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Saturday, 22 April 2017

Presbyterianism

In Scotland the Archbishop of St Andrews, Cardinal David Beaton was the main obstacle to the Reformation. On May 29, 1546 some frustrated Protestants led by Norman Leslie and his nephew William Kirkaldy stormed his castle at daybreak, burst into his room and started to stab him with repeated blows of their swords. Suddenly one of the party James Melville, held up his hand and cried "Stop! This is not being done godly. Let us pray!" So they get on their knees and prayed after which they finish off their butchering of the cardinal before hanging his body out of the window.

At the time it was widely believed that Beaton's death was in the interests of Henry VIII of England, who regarded the cardinal as the chief obstacle to his policy in Scotland; Beaton's murder was certainly a significant point in the eventual triumph of Protestantism north of the Border.

In 1560 The Scottish Parliament, influenced by the incendiary fiery sermons of John Knox, overthrew the pope's authority and forbids the saying of Mass, thus giving birth to the Presbyterian Church of Scotland.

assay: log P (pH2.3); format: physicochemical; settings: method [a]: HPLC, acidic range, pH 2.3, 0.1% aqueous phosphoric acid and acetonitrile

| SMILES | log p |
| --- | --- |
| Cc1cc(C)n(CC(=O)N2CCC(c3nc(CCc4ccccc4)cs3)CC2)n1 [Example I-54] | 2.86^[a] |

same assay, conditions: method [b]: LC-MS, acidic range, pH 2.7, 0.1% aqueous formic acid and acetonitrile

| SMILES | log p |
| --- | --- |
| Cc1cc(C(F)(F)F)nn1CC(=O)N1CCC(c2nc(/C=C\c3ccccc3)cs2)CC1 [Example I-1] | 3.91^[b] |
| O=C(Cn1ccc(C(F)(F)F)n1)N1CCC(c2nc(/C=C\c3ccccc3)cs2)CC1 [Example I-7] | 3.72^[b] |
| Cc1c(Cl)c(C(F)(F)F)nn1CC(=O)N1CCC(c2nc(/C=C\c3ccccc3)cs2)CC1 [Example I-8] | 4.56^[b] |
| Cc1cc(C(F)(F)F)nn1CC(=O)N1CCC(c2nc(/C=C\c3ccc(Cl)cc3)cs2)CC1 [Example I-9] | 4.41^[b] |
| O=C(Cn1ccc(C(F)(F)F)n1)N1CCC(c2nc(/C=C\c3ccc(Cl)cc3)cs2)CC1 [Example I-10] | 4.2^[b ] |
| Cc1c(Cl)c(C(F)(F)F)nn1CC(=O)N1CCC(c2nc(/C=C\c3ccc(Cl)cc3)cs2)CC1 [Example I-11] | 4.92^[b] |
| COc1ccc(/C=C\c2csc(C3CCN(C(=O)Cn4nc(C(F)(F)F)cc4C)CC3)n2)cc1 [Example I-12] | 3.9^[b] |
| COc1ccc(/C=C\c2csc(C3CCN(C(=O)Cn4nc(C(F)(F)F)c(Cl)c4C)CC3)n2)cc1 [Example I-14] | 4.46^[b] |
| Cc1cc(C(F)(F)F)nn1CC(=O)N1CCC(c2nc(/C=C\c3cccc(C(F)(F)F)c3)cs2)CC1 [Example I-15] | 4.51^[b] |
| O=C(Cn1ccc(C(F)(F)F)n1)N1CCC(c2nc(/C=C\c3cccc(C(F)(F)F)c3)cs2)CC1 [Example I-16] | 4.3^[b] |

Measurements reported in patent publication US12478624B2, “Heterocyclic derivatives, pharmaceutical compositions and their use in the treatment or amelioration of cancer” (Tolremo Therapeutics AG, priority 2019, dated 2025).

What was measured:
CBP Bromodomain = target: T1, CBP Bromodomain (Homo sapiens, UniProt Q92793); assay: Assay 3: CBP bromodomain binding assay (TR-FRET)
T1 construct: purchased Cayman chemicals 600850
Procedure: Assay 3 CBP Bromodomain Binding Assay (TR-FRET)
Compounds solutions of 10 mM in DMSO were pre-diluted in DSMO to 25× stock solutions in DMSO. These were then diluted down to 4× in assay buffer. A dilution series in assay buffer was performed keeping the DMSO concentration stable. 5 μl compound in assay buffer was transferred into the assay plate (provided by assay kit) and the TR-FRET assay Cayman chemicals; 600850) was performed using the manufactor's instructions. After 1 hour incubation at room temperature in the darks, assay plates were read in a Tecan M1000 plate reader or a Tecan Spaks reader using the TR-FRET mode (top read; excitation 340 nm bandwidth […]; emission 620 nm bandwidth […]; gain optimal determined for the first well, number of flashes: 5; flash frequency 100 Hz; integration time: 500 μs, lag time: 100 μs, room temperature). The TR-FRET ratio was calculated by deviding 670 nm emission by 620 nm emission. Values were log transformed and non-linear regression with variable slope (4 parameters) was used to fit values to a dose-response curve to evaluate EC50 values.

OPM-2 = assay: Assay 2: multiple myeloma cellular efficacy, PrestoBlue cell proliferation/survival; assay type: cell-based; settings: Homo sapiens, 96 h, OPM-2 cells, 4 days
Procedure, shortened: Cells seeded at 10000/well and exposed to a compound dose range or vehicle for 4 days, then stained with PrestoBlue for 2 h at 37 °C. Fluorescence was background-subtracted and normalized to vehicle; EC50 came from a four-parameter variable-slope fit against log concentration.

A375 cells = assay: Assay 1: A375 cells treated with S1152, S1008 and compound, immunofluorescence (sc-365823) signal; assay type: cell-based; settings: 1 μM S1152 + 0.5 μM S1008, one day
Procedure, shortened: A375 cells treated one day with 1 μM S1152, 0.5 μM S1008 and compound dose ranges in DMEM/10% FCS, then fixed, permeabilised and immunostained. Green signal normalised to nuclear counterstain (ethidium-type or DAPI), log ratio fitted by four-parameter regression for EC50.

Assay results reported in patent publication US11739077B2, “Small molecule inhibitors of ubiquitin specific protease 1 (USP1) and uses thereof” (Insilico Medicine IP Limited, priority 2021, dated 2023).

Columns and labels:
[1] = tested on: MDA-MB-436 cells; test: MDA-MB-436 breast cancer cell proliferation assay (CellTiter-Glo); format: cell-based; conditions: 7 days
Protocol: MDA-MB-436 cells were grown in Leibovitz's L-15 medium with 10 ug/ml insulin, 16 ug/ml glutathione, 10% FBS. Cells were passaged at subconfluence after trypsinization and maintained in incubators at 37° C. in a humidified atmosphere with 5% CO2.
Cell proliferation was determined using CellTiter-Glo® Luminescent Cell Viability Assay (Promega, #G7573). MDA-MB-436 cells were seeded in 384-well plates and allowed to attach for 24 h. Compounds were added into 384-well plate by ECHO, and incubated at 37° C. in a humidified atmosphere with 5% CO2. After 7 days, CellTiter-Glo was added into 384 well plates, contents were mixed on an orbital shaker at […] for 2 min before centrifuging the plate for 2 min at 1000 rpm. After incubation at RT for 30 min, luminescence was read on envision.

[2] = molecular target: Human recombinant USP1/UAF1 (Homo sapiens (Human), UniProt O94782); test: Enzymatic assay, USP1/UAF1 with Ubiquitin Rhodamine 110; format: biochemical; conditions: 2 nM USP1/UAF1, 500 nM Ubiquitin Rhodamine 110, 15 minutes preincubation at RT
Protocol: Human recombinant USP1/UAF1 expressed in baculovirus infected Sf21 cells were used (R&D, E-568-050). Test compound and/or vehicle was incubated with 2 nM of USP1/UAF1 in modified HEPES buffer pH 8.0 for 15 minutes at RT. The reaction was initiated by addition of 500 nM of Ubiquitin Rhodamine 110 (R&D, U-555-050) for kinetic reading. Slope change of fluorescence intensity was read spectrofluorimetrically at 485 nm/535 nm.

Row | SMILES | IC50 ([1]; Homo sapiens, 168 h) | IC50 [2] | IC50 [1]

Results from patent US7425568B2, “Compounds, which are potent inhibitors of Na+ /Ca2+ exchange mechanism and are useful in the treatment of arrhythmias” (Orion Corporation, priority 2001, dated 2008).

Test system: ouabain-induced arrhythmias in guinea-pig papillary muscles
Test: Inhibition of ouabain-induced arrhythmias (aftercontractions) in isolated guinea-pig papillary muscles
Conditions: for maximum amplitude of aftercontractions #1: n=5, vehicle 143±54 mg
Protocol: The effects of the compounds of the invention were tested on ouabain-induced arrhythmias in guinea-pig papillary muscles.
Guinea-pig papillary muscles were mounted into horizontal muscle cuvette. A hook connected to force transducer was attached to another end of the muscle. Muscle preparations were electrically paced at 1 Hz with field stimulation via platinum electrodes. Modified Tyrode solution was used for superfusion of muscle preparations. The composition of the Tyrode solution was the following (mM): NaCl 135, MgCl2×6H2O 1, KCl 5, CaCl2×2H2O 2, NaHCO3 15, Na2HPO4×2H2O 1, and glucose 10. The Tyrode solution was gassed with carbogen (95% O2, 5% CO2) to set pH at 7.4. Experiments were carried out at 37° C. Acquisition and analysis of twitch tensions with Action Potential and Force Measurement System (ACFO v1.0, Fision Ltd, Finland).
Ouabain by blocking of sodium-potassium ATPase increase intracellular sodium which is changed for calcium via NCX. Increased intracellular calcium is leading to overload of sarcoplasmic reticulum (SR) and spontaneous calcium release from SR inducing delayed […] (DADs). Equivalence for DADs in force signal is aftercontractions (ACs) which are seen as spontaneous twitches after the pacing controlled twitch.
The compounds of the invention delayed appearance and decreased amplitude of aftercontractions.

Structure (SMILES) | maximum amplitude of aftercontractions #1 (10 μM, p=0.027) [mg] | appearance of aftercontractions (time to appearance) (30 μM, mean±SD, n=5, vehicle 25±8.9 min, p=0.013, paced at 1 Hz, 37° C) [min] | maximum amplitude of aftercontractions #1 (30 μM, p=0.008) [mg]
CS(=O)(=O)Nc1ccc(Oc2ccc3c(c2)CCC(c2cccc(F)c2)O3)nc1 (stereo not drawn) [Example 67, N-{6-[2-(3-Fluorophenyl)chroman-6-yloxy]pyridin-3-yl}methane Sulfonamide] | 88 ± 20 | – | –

Statue of John Knox, a leading figure of the Scottish Reformation.

Presbyterian churches derive their name from the presbyterian form of church government, which is governed by representative assemblies of elders.

Irishman Francis Makemie (1658–1708) was ordained by the Presbytery of Laggan, in West Ulster, in 1681. At the request of Colonel William Stevens, an Episcopalian from Rehobeth, Maryland, Rev. Makemie was sent as a missionary to America, arriving in Maryland two years later.

Makemie initially preached in Somerset County, Maryland and established the Rehobeth Presbyterian Church the oldest Presbyterian Church in America, near the Coventry Parish Church which Col. Stevens attended.

Rehoboth Presbyterian Church By Jweaver28 - photographed, 

Around the same time, the Irish clergyman founded a Presbyterian community in the town of Snow Hill in the eastern part of Somerset County, with Makemie himself the moderator.

Makemie later arranged for four other Irish Presbyterian ministers to come over to build parishes on the Eastern coastline.

The United Reformed church was formed in England in 1972 by the union of the Congregational and Presbyterian denominations.

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